You’re at a department store. You’re a smart shopper so you’ve prepared a list of items you plan to buy and have budgeted accordingly. As you venture toward the back of the store, you pass the clearance rack. You know you should just keep walking, but you spot a pair of designer jeans that have been reduced from $200 to $75. At a discount like that, the store’s practically begging you to buy them, right?
If you’ve ever felt this kind of pressure to purchase, you’re not alone. In fact, retailers depend on these sales techniques to move merchandise and get you to buy stuff you may not actually want or be able to afford. The following are some examples of psychological tactics used to tempt you to reach into your wallet.
Sale Tactics to Watch Out For
- The Deep Discount: Retailers often will tempt shoppers with steep discounts, especially on hard-to-sell or overstocked luxury goods. But just because you can save a significant amount doesn’t mean you won’t still spend a significant amount.
Tip: Ignore the original retail price and focus on the sale price. If it’s still outside your financial comfort zone, take a pass.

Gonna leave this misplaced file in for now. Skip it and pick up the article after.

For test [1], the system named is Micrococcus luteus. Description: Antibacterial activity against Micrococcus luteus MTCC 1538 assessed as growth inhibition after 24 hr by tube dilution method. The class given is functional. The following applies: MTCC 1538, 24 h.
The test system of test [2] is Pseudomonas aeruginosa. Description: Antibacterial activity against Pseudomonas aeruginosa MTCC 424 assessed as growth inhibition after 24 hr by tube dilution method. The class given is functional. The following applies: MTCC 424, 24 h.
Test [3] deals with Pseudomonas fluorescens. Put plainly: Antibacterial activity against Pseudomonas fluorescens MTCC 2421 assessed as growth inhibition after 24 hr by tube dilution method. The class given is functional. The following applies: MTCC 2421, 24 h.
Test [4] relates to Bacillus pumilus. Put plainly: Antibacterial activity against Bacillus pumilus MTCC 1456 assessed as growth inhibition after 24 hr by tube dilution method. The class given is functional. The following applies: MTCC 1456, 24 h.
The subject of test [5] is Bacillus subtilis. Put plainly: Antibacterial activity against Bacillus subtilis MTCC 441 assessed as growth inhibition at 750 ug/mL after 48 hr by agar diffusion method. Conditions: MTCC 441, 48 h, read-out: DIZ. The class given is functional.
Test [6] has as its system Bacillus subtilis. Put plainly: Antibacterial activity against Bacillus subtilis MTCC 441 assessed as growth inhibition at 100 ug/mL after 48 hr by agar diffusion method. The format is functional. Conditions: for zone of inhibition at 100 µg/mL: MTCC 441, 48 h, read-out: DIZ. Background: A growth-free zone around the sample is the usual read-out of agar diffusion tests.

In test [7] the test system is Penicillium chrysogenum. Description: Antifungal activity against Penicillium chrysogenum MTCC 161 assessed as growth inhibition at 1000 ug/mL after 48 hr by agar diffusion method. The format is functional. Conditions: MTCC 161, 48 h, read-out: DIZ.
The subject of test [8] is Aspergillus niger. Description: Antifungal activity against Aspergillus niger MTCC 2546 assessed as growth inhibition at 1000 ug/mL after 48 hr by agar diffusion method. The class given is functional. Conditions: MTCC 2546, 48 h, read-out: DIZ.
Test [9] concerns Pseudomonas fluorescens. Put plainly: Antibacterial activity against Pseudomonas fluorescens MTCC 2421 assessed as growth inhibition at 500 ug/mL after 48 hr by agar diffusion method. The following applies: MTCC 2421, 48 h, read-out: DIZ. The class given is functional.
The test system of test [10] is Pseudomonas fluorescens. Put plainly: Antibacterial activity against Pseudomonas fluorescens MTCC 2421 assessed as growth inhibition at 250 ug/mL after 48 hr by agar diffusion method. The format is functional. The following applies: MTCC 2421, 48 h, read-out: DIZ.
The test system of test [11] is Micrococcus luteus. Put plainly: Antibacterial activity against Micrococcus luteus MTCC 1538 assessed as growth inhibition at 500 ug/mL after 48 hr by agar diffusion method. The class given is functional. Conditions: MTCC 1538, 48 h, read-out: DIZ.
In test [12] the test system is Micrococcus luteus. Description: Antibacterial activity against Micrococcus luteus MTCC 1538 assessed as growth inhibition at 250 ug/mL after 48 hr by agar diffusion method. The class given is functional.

- Bundling: This tactic takes several forms, the most common of which are sales that force you to buy one or more items at full price in order to get an extra item free or at a discounted rate. This fools you into believing you’re getting a bonus, when really, you’re just buying more to help cover the cost of the additional item.
Tip: When you see these sales, ask yourself, do you really need multiple versions of the same thing?
- Time Limits: Retailers know you might actually stop to think about your finances prior to taking advantage of a sale. That’s why they often attach time limits to entice you to act without thinking. Holiday sales, weekend sales, and similar time-sensitive specials create a false sense of urgency.
Tip: Unless you already planned on buying an item that day, don’t let an arbitrary deadline force you to spend.
- Scarcity: Stores often attempt to induce shoppers into panic mode by conveying a false sense of scarcity. They incorporate such phrases as “while supplies last” and “items are going fast.” Whether the retailer actually has a low inventory is beside the point.
Tip: Consider whether you need the item now or if you can find it elsewhere when you have the money.
Ultimately, remember there’s a reason something went on sale, whether it has been unpopular with other shoppers or if the store just needs a quick boost in sales. The question is whether you actually want to buy an item and can afford it or whether you are merely falling for the psychology of a sale.